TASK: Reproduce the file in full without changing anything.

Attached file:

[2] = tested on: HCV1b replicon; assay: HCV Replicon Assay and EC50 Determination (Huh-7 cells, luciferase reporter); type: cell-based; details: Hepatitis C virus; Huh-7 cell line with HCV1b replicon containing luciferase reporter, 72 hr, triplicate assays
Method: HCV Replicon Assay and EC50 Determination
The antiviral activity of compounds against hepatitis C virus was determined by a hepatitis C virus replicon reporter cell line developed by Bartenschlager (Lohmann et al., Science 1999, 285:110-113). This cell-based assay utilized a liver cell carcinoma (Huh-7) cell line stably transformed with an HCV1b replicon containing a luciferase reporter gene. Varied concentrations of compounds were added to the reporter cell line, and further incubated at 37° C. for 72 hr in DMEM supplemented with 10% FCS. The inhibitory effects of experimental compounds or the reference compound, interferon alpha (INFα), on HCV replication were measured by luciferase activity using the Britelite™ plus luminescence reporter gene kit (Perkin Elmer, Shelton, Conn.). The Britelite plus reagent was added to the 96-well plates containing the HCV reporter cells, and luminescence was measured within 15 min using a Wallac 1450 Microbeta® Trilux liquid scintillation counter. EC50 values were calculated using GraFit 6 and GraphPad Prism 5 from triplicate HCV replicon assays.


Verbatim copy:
[2] = tested on: HCV1b replicon; assay: HCV Replicon Assay and EC50 Determination (Huh-7 cells, luciferase reporter); type: cell-based; details: Hepatitis C virus; Huh-7 cell line with HCV1b replicon containing luciferase reporter, 72 hr, triplicate assays
Method: HCV Replicon Assay and EC50 Determination
The antiviral activity of compounds against hepatitis C virus was determined by a hepatitis C virus replicon reporter cell line developed by Bartenschlager (Lohmann et al., Science 1999, 285:110-113). This cell-based assay utilized a liver cell carcinoma (Huh-7) cell line stably transformed with an HCV1b replicon containing a luciferase reporter gene. Varied concentrations of compounds were added to the reporter cell line, and further incubated at 37° C. for 72 hr in DMEM supplemented with 10% FCS. The inhibitory effects of experimental compounds or the reference compound, interferon alpha (INFα), on HCV replication were measured by luciferase activity using the Britelite™ plus luminescence reporter gene kit (Perkin Elmer, Shelton, Conn.). The Britelite plus reagent was added to the 96-well plates containing the HCV reporter cells, and luminescence was measured within 15 min using a Wallac 1450 Microbeta® Trilux liquid scintillation counter. EC50 values were calculated using GraFit 6 and GraphPad Prism 5 from triplicate HCV replicon assays.